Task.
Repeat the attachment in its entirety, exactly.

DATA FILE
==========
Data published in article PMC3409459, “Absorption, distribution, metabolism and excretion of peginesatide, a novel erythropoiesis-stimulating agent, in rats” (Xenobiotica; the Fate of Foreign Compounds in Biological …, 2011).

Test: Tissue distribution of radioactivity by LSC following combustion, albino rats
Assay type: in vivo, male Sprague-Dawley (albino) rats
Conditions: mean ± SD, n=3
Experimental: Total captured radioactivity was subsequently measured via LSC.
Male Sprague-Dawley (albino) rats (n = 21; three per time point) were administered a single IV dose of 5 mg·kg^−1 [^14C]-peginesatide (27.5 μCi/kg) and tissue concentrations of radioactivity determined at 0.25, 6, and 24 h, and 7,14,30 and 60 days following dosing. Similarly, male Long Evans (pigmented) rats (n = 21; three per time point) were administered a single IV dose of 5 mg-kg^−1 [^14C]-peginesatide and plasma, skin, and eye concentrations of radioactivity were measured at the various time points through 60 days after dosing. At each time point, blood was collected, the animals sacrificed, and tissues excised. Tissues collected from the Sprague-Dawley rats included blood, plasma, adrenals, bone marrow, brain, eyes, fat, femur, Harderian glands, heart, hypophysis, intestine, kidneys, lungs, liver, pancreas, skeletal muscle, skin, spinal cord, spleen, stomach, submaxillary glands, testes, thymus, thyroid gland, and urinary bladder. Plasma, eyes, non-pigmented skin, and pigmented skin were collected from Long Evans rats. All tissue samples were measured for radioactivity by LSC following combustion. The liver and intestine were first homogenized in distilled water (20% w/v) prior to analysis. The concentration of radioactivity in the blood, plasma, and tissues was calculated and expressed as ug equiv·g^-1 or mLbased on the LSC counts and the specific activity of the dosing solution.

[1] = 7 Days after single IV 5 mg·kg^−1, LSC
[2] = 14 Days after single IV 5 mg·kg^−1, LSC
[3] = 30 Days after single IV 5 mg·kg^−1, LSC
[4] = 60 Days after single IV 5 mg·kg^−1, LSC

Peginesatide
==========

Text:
Data published in article PMC3409459, “Absorption, distribution, metabolism and excretion of peginesatide, a novel erythropoiesis-stimulating agent, in rats” (Xenobiotica; the Fate of Foreign Compounds in Biological …, 2011).

Test: Tissue distribution of radioactivity by LSC following combustion, albino rats
Assay type: in vivo, male Sprague-Dawley (albino) rats
Conditions: mean ± SD, n=3
Experimental: Total captured radioactivity was subsequently measured via LSC.
Male Sprague-Dawley (albino) rats (n = 21; three per time point) were administered a single IV dose of 5 mg·kg^−1 [^14C]-peginesatide (27.5 μCi/kg) and tissue concentrations of radioactivity determined at 0.25, 6, and 24 h, and 7,14,30 and 60 days following dosing. Similarly, male Long Evans (pigmented) rats (n = 21; three per time point) were administered a single IV dose of 5 mg-kg^−1 [^14C]-peginesatide and plasma, skin, and eye concentrations of radioactivity were measured at the various time points through 60 days after dosing. At each time point, blood was collected, the animals sacrificed, and tissues excised. Tissues collected from the Sprague-Dawley rats included blood, plasma, adrenals, bone marrow, brain, eyes, fat, femur, Harderian glands, heart, hypophysis, intestine, kidneys, lungs, liver, pancreas, skeletal muscle, skin, spinal cord, spleen, stomach, submaxillary glands, testes, thymus, thyroid gland, and urinary bladder. Plasma, eyes, non-pigmented skin, and pigmented skin were collected from Long Evans rats. All tissue samples were measured for radioactivity by LSC following combustion. The liver and intestine were first homogenized in distilled water (20% w/v) prior to analysis. The concentration of radioactivity in the blood, plasma, and tissues was calculated and expressed as ug equiv·g^-1 or mLbased on the LSC counts and the specific activity of the dosing solution.

[1] = 7 Days after single IV 5 mg·kg^−1, LSC
[2] = 14 Days after single IV 5 mg·kg^−1, LSC
[3] = 30 Days after single IV 5 mg·kg^−1, LSC
[4] = 60 Days after single IV 5 mg·kg^−1, LSC

Peginesatide